The Final Fantasy villain tends to be humanized and given an interesting background story as to why they become the antagonist that gets in the party’s way throughout the journey of saving the world and what not. With a few exceptions (perhaps it’s a matter of taste), one can never truly hate a Final Fantasy villain since they are rather relatable characters on some levels once the player learns of these antagonists’ stories.
Gabranth is a character one tends to hear first (partially due to being clad in a full-plate ensemble) before actually spotting him on the scene, which is especially noticeable during the three encounters the party had with him.
When Vaan and company first caught a glimpse of Gabranth in Nalbina Dungeon during an argument between Ba’Gamnan and an Imperial Officer, Gabranth stopped the commotion with his commanding voice off camera, which immediately caused the heads of Ba’Gamnan and the officer, along with the camera, to turn to the direction of the voice. As Gabranth reached where Ba’Gamnan and the officer were standing, the officer naturally bowed to his senior officer, and Ba’Gramnan was stopped mid-sentence as Gabranth cautioned him about the privileges granted to him by the Empire can be taken away at moment’s notice. It became clear straight away that Gabranth wields a high level of authority and power on the Empire’s side. He also demonstrated that he can intimate someone who is pretty intimating themselves through his words alone, that he is calm and accustomed to handling these situations. (The background music played during this intro scene also added to Gabranth’s presence on the screen by reinforcing his authoritativeness.)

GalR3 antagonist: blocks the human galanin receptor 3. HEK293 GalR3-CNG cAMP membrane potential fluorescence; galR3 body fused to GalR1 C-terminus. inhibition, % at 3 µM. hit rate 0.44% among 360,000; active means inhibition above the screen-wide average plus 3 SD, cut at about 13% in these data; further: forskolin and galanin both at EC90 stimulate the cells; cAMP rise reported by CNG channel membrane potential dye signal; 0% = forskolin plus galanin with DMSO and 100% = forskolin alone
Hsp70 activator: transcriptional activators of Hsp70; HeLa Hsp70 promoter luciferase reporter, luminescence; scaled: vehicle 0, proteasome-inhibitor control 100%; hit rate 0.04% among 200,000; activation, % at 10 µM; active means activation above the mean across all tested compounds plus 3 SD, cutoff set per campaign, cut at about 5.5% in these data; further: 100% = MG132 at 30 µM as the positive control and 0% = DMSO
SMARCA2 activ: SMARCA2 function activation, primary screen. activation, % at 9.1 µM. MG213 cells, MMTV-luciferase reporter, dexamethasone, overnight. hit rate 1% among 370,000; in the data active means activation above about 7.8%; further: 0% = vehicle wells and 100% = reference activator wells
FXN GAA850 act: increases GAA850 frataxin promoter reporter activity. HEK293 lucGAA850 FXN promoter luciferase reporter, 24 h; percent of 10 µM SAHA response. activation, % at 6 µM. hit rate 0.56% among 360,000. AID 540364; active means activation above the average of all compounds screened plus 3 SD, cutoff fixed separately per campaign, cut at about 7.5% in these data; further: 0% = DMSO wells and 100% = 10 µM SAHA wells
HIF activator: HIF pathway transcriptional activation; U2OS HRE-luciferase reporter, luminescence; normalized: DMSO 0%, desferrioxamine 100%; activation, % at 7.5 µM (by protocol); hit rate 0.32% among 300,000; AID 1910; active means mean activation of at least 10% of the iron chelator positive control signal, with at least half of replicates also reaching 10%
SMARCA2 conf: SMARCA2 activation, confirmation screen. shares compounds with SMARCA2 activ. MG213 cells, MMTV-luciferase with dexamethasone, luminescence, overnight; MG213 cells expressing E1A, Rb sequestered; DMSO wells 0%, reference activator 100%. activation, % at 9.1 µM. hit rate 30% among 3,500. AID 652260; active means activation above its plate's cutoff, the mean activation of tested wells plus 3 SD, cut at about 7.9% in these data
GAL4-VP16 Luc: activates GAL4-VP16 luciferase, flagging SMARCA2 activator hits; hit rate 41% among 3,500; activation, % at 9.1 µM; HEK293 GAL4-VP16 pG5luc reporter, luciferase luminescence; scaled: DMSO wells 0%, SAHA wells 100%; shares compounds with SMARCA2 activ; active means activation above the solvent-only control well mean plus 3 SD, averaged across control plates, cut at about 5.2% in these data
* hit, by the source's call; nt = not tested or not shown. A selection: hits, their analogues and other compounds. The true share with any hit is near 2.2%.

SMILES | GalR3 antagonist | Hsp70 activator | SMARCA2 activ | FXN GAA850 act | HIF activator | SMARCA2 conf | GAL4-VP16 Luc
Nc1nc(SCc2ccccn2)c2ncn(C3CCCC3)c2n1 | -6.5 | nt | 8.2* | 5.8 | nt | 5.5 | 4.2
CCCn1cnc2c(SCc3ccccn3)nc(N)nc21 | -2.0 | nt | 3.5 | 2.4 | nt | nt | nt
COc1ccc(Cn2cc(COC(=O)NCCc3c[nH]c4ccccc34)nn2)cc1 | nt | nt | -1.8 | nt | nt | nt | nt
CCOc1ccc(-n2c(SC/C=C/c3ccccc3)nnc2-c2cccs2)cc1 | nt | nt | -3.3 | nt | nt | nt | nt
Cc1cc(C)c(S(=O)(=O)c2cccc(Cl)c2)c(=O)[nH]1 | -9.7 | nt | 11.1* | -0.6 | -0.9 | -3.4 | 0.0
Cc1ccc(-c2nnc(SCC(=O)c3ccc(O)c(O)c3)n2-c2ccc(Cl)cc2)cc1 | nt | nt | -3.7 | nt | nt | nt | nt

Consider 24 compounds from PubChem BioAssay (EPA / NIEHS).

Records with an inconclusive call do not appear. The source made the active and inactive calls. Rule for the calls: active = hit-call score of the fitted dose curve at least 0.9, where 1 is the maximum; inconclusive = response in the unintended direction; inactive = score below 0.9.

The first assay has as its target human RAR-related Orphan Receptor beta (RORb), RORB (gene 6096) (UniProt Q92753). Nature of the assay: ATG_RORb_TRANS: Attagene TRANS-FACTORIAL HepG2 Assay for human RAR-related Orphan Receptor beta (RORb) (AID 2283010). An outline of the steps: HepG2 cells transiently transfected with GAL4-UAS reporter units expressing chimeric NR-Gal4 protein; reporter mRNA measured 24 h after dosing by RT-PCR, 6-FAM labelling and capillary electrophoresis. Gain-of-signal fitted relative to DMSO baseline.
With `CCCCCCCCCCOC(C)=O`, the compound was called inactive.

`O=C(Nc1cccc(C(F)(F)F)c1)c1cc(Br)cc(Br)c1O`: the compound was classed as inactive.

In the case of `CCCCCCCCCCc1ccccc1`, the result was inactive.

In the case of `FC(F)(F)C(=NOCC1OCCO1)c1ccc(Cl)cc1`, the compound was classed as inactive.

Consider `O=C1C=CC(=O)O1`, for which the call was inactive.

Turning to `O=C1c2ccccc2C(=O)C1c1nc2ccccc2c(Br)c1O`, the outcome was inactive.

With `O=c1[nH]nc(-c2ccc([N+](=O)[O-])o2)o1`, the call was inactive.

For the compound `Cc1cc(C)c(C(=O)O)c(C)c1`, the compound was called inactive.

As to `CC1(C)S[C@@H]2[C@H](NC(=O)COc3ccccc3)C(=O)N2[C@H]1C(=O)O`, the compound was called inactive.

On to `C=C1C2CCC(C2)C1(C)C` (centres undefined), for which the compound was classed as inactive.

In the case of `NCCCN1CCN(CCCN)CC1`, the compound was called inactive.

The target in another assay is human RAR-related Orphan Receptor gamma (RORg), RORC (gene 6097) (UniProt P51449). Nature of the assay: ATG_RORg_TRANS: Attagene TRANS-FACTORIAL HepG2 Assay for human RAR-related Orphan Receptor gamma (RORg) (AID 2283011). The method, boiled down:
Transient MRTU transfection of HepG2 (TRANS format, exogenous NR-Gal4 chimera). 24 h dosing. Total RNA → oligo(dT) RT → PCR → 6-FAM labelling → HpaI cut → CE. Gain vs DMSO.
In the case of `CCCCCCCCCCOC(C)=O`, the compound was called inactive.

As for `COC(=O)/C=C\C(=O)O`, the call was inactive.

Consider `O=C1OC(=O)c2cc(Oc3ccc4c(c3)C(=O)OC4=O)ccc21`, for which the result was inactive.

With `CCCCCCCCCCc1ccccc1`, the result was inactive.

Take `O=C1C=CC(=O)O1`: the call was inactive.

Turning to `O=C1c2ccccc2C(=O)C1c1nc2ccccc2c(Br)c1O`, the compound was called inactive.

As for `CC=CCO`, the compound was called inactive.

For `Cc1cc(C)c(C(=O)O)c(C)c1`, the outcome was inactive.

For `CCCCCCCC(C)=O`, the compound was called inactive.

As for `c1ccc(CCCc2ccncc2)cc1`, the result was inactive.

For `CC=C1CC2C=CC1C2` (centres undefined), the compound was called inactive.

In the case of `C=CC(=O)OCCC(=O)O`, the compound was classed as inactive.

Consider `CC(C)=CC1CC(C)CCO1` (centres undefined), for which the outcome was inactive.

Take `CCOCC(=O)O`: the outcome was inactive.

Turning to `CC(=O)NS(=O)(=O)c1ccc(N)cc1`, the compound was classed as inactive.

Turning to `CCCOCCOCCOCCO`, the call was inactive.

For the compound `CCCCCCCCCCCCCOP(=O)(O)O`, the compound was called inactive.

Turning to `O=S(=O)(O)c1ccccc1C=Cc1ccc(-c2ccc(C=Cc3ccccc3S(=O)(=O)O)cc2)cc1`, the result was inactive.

As the party followed Gabranth in order to escape the dungeon, Vaan and company caught another glimpse of Gabranth as he interrogated Basch, which showed a very different disposition of the normally cool, calm and collected Judge. During the interrogation, at Basch’s mentioned of Vayne as one of his masters, Gabranth’s expression immediately changed to a grimace, and started throwing underhanded remarks to Basch, showing Basch his disapproval and reminding him of their past:
Gabranth: Such a faithful hound to cling so to a fallen kingdom.
Basch: Better than throwing it away.
Gabranth: Throwing it away? As you threw away our homeland?
Although it was not very apparent at Gabranth and Basch’s first interaction in front of the audience, it became increasingly clear that Gabranth harbored a lot of hatred for his own brother as the story unfolded, and the anger he held towards Basch gradually surfaced. The impression Gabranth left with the audience is a character driven and blinded by anger, and is obsessed with getting in his brother’s way not out of his duty as a Judge to the Empire, but out of his own volition.
Underneath the Helmet
Even with good reasons to be angry at Basch, Gabranth’s outward anger came from his own internal struggles. While Basch chose to flee to Dalmasca when the Empire invaded Landis, Gabranth stayed behind for their sick mother and eventually chose to relocate to Archades with her.
From what was written in the Scenario Ultimania, it seemed that Gabranth didn’t bear any ill will towards Basch until he began building up his social standings in Archades and became a Judge.20 Throughout the game, whenever Gabranth interacted with Basch, he would always remind his brother of the sins he had committed in the past -- of abandoning their homeland and their family. However, what kept Gabranth’s anger brewing was the fact that Basch didn’t seem to be bound by the demons of the past like he was. Basch, although framed by his own brother for slaying the Dalmascan King at the opening of Final Fantasy XII, was not executed for the crimes he had allegedly committed, and was able to hold onto both his pride and honor. While Gabranth, who probably did what he must to live on with their sick mother, sought refugee from the enemy that invaded their homeland and eventually became a dog of the Empire, which caused him to loathe himself while being consumed by shame and guilt.
A common theme for Gabranth is being constantly placed under the dilemma between what he must do (duty) and what he should do (honor/pride), of which Gabranth almost always chose the former. This dilemma and Gabranth’s decisions are a major contributing factor to Gabranth’s self-loathing tendencies. Unlike Basch who fled Landis, Gabranth chose to stay behind (and eventually joining the Empire) to perform his duties as a son. At a later point in the game, Gabranth chose to murder his comrade to prove his loyalty to Vayne. These decisions caused Gabranth to hate himself even more for betraying his homeland and for betraying his comrade.